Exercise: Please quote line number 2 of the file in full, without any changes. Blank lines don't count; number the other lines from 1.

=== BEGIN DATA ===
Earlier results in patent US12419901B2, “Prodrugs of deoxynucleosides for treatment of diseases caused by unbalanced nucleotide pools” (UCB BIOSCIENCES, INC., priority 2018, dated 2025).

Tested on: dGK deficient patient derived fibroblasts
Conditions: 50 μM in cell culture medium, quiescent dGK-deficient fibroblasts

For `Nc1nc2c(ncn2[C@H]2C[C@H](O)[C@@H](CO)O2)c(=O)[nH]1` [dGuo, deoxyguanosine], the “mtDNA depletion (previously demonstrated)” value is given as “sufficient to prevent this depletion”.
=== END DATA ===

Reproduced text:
Tested on: dGK deficient patient derived fibroblasts